NIDS-CRAM findings reinforce the need for a national catch-up plan

A 15-year-old from Ottery tells us that being at home while schools were closed, had been difficult. Although she picked up worksheets from her school, she found it difficult to adjust to at-home learning.

The results of Wave 4 of the National Income Dynamics Study Coronavirus Rapid Mobile Survey (NIDS-CRAM) were released this month. The findings of the survey show how disrupted schooling has affected access to school meals, learning trajectories, and gaps in learning[1]

Children in Grade 4 experienced overall learning losses of 79% in their Home Language (HL) and 52% in English as First Additional Language (EFAL). Prior to the pandemic, learners in Grade 4 were already struggling with foundational literacy[2]

Summary of NIDS-CRAM Wave 4 findings for schooling:
  • Less than half of children (43%) received free school meals in February and March 2021;
  • Children in no-fee schools have learnt 50-75% less in 2020 compared to what they normally learn;
  • Due to school closures and rotational timetables, learning trajectories are flattening.

What does this mean for school dropout?

One of the expected long-term effects of Covid-19 disruptions to education is an increase in school dropout worldwide. This is of deep concern in South Africa, where rates of dropout are already high. Covid-19 school closures, together with the economic effects of the pandemic, both widened and deepened the cracks learners must traverse on the path to school completion.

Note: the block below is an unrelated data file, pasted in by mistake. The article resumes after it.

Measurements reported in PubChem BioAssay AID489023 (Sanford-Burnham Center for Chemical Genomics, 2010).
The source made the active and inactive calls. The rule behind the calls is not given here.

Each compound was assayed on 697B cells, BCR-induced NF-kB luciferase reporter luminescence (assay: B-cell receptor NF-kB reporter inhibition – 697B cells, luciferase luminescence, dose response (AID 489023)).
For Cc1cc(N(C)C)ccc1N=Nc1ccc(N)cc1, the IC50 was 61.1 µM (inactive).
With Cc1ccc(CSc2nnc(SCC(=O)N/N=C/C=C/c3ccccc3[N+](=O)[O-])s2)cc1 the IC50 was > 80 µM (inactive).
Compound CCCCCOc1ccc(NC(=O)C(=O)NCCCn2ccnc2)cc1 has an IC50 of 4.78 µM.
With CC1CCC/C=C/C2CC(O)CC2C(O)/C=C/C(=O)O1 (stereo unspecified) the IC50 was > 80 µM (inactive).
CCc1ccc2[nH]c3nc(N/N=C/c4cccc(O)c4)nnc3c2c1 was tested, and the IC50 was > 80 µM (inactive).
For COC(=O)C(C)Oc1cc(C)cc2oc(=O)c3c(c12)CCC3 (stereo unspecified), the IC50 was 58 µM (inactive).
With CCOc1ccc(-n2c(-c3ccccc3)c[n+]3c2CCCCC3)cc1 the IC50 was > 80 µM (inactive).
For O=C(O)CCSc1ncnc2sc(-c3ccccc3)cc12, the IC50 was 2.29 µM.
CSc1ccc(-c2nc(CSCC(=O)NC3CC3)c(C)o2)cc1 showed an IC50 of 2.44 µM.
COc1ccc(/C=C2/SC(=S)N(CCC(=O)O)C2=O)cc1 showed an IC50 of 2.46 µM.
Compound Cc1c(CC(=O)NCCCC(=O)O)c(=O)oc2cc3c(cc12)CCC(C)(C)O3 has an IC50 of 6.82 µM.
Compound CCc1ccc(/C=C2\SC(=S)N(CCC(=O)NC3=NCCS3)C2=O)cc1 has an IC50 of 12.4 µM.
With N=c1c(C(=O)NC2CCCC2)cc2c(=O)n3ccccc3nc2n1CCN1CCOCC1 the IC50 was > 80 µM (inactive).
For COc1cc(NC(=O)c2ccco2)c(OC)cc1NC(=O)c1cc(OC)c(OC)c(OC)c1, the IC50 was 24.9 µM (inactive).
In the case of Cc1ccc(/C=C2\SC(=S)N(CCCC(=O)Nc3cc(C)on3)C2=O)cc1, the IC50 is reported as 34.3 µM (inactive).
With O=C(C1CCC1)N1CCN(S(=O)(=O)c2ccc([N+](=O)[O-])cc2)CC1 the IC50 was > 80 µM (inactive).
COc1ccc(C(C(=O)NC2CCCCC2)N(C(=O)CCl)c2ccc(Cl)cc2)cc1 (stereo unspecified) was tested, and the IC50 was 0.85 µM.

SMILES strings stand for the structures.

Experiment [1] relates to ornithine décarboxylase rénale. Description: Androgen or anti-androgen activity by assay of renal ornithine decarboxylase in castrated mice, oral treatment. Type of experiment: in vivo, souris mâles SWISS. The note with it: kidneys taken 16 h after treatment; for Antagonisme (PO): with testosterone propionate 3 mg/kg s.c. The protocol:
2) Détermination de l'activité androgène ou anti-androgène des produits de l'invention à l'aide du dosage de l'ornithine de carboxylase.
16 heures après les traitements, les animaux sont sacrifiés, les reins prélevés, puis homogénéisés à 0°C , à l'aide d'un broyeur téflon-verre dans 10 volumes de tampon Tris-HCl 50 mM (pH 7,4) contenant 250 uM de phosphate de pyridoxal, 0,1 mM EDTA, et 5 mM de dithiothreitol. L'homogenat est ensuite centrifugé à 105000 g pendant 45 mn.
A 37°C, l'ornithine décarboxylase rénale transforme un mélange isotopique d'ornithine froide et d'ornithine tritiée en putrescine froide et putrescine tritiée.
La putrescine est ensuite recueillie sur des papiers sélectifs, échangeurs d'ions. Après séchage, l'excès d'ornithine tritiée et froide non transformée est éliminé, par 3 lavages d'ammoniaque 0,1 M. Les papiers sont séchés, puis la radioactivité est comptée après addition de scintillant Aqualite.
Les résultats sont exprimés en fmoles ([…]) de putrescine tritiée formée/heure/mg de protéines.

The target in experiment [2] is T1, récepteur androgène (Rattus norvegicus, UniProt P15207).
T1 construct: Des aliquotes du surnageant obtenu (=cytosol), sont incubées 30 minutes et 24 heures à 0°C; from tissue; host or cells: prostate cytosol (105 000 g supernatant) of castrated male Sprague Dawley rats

Gaps in foundational learning can catch up to learners in later grades. In South Africa, eight out of 10 Grade 4 learners cannot read for meaning in any language. Without the foundational skills to grasp the curriculum, many learners get lost, long before reaching matric, and have often repeated a grade.

High repetition leads to many learners being over-aged for their class, which is linked to learner dropout in high school[3] Those learners that make it to their final three years of schooling have often endured years of struggling to catch up with their peers; more than half have repeated at least one grade. 

What can we do to help?

Before the pandemic, schooling was already characterised by too little learning, high levels of inequality, and regular disruption. Now, more than ever, we need a national, comprehensive response to school dropout that includes a national catch-up strategy attuned to the diverse needs of learners.

We need to meet learners at their level and respond to their needs. Where possible, plans to recover lost learning, through accelerated catch-up programmes, for example, should be tailored to learners’ needs, rather than their age or grade.